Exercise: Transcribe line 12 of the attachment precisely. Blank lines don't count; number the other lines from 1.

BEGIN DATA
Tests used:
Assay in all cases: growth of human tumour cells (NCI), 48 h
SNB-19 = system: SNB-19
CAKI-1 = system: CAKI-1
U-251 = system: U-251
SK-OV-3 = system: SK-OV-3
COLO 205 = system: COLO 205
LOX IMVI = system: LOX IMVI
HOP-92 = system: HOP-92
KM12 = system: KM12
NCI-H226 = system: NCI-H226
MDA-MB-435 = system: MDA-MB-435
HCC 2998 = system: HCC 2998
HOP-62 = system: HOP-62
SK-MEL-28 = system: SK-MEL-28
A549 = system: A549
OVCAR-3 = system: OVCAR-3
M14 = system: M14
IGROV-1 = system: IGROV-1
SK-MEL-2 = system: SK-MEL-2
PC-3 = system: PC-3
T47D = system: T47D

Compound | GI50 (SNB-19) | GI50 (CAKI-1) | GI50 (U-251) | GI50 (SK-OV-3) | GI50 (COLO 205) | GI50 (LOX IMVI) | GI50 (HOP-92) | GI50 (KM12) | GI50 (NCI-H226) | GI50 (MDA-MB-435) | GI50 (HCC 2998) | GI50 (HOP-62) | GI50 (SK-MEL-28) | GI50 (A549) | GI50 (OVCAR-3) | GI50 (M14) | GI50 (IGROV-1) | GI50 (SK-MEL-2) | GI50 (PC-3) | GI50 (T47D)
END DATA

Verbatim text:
MDA-MB-435 = system: MDA-MB-435